Summer Story: Everybody in the Pool!
I arrived at the beach club around 7 am. That was the usual starting time for my summer job at the Monmouth Beach Bathing Pavilion. But it was to be a most unusual day.
Having worked at the MBBP for over 5 years at the time — I ended up staying for 10 summers until 1983 — it was my job to open the Pavilion and clean the large pool and its deck area in time for a 10 am public opening. However, when I walked through the pool gate that beautiful sunny morning I got a big shock.
The swimming pool area had been trashed. The massive wooden lifeguard stand with its umbrella had been thrown into the water, along with about 20 heavy wood chairs and most of the dirty cigarette butt-buckets. Also present were more than a few broken beer bottles — in the pool and all around the concrete deck. Clearly, some rowdies had jumped the fence and had a wild late-night party.
Before calling Manager Bill Heath to tell him of the problem, I decided to see if any of the rest of the facility had been damaged by the hooligans. When I walked out onto the main deck, I saw a guy sleeping in one of the chairs at the far end. As I got closer I realized it was a friend of mine. I also determined immediately upon waking him that he was still very drunk from the night before.
In a state of inebriation that night, he told me that he slept at the beach. All he could remember was hearing some loud noises and several voices coming from the pool area. Otherwise, he did not witness or participate in the destruction — and knowing the guy the way I did I believed him. At that point I called Mr. Heath to inform him of the situation. He said he would call the police and told me not to touch anything. “Let the cops see it first,” he said.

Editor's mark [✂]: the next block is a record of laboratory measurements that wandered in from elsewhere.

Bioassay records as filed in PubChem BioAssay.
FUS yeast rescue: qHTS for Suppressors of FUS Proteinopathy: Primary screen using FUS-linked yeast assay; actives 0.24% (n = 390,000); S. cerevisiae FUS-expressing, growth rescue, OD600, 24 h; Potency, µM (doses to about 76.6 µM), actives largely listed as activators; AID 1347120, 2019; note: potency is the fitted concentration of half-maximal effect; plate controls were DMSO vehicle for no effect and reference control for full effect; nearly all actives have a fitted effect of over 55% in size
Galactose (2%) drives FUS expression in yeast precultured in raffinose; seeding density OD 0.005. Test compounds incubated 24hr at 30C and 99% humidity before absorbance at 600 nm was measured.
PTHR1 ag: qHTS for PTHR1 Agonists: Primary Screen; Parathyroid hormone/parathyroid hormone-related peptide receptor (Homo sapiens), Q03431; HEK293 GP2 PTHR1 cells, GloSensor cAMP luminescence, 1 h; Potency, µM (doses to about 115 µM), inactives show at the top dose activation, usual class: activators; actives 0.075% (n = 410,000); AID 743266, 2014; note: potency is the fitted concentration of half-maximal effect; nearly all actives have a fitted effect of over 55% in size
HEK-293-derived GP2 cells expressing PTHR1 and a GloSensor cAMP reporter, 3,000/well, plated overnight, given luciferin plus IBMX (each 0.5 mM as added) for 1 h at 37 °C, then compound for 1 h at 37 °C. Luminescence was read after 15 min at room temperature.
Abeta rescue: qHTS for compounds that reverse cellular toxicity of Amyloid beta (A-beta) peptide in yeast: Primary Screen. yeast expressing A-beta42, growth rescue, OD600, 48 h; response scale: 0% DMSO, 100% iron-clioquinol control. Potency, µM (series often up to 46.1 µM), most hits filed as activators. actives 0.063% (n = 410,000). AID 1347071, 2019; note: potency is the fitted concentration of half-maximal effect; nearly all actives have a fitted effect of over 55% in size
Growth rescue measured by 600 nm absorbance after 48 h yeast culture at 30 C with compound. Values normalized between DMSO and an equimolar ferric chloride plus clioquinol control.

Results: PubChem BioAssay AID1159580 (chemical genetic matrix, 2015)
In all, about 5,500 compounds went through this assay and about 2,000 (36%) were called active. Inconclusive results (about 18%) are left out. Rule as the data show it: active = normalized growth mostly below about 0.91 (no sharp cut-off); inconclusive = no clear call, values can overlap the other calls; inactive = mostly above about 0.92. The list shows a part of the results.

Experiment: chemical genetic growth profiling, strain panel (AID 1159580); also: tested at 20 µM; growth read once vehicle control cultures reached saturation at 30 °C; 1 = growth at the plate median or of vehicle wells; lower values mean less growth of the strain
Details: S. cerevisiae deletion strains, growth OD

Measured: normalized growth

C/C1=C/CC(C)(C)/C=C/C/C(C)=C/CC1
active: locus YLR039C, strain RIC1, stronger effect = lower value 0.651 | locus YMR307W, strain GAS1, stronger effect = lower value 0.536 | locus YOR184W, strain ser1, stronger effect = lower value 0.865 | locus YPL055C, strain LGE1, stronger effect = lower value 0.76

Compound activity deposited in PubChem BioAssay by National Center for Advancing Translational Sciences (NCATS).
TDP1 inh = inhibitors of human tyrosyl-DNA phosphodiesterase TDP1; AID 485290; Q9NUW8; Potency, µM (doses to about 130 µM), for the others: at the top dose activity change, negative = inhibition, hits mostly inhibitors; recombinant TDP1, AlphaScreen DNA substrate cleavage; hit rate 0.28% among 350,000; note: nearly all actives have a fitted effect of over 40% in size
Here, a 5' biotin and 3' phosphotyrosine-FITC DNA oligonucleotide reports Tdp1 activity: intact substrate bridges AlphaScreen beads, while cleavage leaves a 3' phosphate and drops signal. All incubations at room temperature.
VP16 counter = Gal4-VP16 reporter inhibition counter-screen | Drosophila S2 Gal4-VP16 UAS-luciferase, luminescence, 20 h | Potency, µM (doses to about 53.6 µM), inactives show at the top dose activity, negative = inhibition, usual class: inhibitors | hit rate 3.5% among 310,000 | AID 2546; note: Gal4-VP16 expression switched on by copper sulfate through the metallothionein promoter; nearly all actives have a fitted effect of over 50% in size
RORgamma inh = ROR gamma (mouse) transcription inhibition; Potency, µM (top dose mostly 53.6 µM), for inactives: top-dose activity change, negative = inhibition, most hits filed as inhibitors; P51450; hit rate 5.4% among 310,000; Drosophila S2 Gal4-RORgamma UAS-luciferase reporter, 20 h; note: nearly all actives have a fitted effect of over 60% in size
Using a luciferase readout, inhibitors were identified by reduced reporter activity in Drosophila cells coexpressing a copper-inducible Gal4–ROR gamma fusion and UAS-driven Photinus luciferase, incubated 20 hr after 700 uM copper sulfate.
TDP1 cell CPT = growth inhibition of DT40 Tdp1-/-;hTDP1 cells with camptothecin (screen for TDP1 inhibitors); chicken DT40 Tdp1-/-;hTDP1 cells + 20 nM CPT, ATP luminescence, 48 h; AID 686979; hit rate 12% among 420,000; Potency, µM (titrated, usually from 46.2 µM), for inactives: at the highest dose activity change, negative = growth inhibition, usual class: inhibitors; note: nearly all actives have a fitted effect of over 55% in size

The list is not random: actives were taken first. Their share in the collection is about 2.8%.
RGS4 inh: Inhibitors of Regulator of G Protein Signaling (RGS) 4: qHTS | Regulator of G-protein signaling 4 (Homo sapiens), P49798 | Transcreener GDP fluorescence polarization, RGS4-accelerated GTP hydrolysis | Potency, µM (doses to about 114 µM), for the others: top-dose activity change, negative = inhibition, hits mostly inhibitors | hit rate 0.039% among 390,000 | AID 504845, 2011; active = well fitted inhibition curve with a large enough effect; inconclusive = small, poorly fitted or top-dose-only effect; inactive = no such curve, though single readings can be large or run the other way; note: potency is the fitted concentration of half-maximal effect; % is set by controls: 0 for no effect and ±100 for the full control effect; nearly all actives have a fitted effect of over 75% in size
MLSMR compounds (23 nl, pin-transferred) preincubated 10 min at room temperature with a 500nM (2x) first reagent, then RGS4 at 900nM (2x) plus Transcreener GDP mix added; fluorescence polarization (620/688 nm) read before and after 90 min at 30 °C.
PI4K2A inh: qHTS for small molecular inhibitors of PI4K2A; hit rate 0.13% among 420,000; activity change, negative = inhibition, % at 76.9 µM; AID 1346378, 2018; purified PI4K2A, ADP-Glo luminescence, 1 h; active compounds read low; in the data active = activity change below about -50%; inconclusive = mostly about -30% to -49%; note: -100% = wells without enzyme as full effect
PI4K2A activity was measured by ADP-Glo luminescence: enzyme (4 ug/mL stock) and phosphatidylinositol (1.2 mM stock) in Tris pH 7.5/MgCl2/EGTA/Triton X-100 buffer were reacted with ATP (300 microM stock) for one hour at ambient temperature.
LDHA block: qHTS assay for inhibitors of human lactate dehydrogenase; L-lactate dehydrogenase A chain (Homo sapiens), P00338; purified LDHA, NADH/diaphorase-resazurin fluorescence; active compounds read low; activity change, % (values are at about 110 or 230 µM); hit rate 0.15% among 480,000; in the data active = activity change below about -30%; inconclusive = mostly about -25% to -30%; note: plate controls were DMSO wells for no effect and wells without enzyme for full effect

“It is better to offer no excuse than a bad one.”
Later on as I was with the police, Mr. Heath and the borough’s mayor, Sidney Johnson, arrived to assess the damage and find a possible lead on the culprits. I’ll remember forever the words about my friend from our esteemed mayor: “If only he hadn’t been so damn drunk we’d have a good idea of who did this,” said the lawyer-mayor, who was never defeated in 10 elections in Monmouth Beach.
Still nursing a hangover, my buddy ended up helping me and a few beach boys clean up the whole mess that day. The removal of every heavy chair, sand and cigarettes, and all the broken glass, was done with his steady assistance. We even gave him coffee and feed him breakfast while we worked to open the pool — with many inquisitive and impatient moms and kids waiting outside the pool gate.
A former MBBP employee himself, my friend had quit the job after some bad experiences with the manager. To me Mr. Heath was always firm but fair. And if you wanted to work at the Pavilion (he was longest serving manager, holding the top job from 1961 to 1984) you did things his way. Although my friend couldn’t make a connection with him, I always felt that it was Mr. Health’s guidance and friendship that helped me and may other borough youths to believe in ourselves.
After getting the pool open around 1 pm, my friend ended up staying the whole day and hanging out with me. Just as he was leaving, I noticed a twinge of guilt on his face. “I was in there too last night Greg, sorry,” he said as he walked out. It seems the others ran off and left him holding the bag.
And he even confided in me the names of his accomplices that night. To my astonishment. But that’s another story.